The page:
Check the forecast on the StormCenter 2 24/7 channel before you go out. You can also check TimeSaver Traffic on the app — from the menu select “Web: Traffic” — to know if there’s slowed or stopped traffic or any trouble spots you should avoid.
13. Bring all your Black Friday ads with you — and not just the ad for the store you’re shopping in. If there’s any question about a price at the checkout, you’ll have the information with you.
14. Have a shopping list — not your son’s Christmas list with every wish on it but a checklist of the specific items you intend to buy. The National Retail Federation says, “If you know who you need to buy for and how much you can afford to spend, you can make best use of retailers’ ‘Buy Two Get Third Free’-type deals.”
15. Include extra items on your shopping list in case the items on the checklist aren’t available. Don’t have too many “extras” or you might be tempted to pick them up, too, and you’re more likely to exceed your budget.
At the store
16. Park in the first spot you see. Chances are good that while other people are circling the parking lot waiting for a closer spot to open up, you’ll get in the store before they do.
17. Split up. You can be in two or three places at once if you go with family and friends and work as a team. Give each person a shopping list or assignment (e.g., someone can grab a shopping cart while you’re racing the crowd for that hot toy).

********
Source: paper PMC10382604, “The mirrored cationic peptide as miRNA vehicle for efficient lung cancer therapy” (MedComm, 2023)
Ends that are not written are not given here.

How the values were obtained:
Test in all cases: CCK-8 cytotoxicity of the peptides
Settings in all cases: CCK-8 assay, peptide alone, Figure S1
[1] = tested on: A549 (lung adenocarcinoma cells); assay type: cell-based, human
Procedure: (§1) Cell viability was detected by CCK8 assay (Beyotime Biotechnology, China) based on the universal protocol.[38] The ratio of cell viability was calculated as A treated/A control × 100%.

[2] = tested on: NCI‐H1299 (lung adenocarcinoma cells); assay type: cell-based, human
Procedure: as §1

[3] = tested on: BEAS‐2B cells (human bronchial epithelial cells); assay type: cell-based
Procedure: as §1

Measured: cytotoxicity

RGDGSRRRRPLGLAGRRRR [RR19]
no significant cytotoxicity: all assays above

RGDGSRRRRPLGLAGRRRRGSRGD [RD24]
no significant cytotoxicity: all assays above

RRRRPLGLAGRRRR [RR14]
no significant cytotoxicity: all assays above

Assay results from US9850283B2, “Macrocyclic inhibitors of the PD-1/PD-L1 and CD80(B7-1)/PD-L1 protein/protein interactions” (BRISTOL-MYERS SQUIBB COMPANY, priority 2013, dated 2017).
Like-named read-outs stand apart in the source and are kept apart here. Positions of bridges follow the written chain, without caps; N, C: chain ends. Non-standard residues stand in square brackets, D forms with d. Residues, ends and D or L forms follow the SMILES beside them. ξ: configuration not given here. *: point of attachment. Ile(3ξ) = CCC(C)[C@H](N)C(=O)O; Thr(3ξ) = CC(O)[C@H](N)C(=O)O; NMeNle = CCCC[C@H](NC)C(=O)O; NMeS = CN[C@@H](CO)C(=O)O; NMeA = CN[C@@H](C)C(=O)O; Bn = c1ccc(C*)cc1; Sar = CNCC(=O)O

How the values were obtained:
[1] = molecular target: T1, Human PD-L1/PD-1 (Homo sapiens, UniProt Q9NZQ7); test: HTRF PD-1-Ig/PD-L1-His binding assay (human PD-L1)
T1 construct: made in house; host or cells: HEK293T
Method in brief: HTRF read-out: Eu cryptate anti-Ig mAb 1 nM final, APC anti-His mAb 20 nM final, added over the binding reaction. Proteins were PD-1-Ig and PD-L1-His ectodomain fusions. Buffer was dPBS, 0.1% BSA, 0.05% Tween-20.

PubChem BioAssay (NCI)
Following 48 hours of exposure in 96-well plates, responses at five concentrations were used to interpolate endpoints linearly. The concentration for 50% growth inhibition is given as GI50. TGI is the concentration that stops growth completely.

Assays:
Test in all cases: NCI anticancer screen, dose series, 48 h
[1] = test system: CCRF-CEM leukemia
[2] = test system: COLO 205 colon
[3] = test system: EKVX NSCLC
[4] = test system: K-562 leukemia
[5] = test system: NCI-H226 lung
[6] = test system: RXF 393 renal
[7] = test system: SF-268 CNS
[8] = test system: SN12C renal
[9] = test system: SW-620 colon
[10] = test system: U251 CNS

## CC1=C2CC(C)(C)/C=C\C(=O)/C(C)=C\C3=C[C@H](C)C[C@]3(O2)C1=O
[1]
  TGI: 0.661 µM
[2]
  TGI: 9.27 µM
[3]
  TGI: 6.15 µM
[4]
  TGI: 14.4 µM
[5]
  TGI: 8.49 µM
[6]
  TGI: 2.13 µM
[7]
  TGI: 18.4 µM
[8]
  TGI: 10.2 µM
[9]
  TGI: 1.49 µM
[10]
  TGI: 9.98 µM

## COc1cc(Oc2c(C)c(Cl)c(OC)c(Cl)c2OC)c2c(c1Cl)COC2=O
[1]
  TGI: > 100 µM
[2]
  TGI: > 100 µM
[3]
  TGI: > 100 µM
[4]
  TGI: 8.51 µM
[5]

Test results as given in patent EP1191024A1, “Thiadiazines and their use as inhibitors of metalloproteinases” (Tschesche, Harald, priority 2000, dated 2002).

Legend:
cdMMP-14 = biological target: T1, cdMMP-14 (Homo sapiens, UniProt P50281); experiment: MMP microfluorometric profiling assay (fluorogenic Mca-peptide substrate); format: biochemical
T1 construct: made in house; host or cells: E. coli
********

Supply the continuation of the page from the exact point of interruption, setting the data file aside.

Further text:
18. Some stores require you to have a ticket to get an extra discount or best Black Friday price, and quantities may be limited (for example, 25% discount coupons to the first 50 customers in line). It pays to read the Black Friday circulars carefully.
19. If you plan to use layaway, Wisconsin consumer officials point out layaway policies vary from store to store. Come prepared with questions: Are there setup fees? When are payments due? What’s the minimum payment required? What happens if you miss a payment? Are there penalty fees, and how much? If you cancel or miss a payment, do you get all of your money back, everything except a service fee, a store merchandise credit?
Get the best deal
20. Use your smartphone. Look for price-checking, customer review and Black Friday apps, such as Flipp, Amazon, and DealNews. Some stores have their own app and might have special offers on those (some also offer store maps).
21. Compare items, not just prices. Some stores may sell products with fewer or lesser features, even though they’re from the same manufacturer, so they can sell them cheaper as doorbusters, such as DVDs without bonus features or a tablet computer with less memory.